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6 May 2013


I’ve probably advocated taking writing breaks here before — and if not here, then certainly on a Men in Gorilla Suits podcast. Sometimes, getting away from the story problems for an hour or seventeen can help you recharge, refresh, and refocus.

But sometimes, you leave a story on the shelf too long. There’s no set time limit — some writers can leave a story sitting for years and go right back to it without losing momentum (George R.R., I’m looking in your direction). For some writers, though, a week away totally gets them out of the universe they’d been playing in. When they come back, voices seem all wrong, tone has changed, and characters aren’t acting the way they should.

They’ve gotten out of the proper headspace.

Now, this isn’t always a bad thing. Sometimes, a realigned, new take on the story is exactly what it needs. Other times, though — like when you’re writing book three or four in a series — getting out of that headspace can feel like a disaster.

I’ve certainly done it before. I’ve left a story for a couple of months to focus on other deadlines, or meet day-job obligations, or just taken a break because I’m feeling run-down. When I come back and open up that Notepad file (yeah, I’m an old man and set in my ways), I feel like I’ve forgotten where I wanted to go with the story, forgotten how I wanted to develop a character. I feel like my perspective is gone, and finding it seems impossible.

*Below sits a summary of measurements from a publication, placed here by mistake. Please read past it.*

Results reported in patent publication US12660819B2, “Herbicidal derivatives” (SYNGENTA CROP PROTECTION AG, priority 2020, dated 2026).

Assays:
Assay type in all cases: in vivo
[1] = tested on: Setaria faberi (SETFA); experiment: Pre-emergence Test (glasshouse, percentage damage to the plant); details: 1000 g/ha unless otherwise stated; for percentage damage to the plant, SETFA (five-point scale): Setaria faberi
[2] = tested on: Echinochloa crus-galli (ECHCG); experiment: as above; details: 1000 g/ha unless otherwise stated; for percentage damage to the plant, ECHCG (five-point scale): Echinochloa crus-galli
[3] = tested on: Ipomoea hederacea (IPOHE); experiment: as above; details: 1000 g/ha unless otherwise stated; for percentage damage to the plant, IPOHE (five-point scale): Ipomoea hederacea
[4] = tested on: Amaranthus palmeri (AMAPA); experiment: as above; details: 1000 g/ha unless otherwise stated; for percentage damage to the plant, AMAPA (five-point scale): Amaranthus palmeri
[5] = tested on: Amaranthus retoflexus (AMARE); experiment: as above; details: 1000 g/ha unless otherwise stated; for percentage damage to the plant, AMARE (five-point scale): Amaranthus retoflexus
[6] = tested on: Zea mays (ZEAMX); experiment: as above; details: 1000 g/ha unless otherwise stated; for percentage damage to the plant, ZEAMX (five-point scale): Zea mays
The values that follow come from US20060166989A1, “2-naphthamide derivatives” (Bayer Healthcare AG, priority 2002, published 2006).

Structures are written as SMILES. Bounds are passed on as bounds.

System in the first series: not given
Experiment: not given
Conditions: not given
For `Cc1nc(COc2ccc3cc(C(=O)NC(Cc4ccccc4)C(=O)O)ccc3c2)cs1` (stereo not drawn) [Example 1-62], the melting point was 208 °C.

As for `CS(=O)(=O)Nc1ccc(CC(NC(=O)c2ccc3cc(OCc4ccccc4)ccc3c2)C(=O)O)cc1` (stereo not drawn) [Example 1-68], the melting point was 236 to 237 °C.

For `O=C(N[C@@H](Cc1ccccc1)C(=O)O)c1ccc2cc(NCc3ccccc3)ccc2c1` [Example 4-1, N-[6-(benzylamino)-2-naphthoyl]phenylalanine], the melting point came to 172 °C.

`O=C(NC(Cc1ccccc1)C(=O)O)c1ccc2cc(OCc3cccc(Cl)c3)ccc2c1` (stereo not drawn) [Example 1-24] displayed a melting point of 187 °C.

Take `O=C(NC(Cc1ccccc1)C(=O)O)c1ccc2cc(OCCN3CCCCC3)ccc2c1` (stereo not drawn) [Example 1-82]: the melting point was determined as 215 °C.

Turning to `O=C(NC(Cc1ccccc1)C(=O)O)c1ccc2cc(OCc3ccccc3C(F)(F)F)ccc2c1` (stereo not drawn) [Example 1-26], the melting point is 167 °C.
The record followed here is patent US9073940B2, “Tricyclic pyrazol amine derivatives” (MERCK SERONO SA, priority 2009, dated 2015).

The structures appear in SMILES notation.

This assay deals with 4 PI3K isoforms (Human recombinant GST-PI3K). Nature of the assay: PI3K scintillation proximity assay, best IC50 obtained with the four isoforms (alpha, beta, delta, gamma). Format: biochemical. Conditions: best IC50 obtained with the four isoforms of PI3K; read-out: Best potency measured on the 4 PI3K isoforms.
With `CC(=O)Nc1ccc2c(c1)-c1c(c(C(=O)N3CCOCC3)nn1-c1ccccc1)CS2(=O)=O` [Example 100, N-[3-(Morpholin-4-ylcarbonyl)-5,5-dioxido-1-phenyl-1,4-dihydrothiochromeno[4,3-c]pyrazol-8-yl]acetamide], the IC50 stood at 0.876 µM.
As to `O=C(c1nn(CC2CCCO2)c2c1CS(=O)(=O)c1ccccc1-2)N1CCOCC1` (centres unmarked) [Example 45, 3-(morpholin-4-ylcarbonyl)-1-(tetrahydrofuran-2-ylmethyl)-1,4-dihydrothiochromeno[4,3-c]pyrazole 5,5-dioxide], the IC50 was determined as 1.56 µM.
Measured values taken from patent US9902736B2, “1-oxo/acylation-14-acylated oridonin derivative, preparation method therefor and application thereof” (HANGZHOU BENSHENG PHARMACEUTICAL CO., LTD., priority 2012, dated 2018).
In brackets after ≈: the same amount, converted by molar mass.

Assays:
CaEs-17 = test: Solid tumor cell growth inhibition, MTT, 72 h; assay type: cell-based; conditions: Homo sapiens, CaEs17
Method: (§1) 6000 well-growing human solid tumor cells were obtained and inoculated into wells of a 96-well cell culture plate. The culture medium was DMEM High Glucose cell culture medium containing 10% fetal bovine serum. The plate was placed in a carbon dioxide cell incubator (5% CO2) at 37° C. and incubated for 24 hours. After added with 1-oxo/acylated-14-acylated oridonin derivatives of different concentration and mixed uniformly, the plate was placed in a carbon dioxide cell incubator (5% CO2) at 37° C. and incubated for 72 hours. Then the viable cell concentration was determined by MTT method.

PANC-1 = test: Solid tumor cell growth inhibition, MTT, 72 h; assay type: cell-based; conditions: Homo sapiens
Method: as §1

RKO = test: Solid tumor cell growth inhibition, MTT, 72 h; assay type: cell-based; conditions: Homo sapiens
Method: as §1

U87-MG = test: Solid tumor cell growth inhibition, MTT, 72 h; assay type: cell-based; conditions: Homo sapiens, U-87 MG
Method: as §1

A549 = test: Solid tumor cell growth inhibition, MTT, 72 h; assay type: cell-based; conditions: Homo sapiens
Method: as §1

It never is, though. Sometimes I just need to read through the last couple of chapters — or the entire story so far — to catch myself up on what I was thinking. Sometimes I need to sit down and just jot down notes until it comes back to me. And sometimes, I need to put the story away for another week, or another month, or however long it takes until my brain says Oh, yeah. That’s where I was going with that.

And sometimes, I just have to start over. I have to accept that the headspace is gone, and I won’t get back there. It doesn’t mean I stop writing the story; it just means a lot of rework. And that’s not always a bad thing.

So what’s your trick, folks? How do you get back in the right headspace for a story?

One Comment leave one →
  1. 6 May 2013 1739

    If I leave a story for too long, like a month, it usually ends up rewritten from get go. I tried taking notes and map the thing, but it’s not me.

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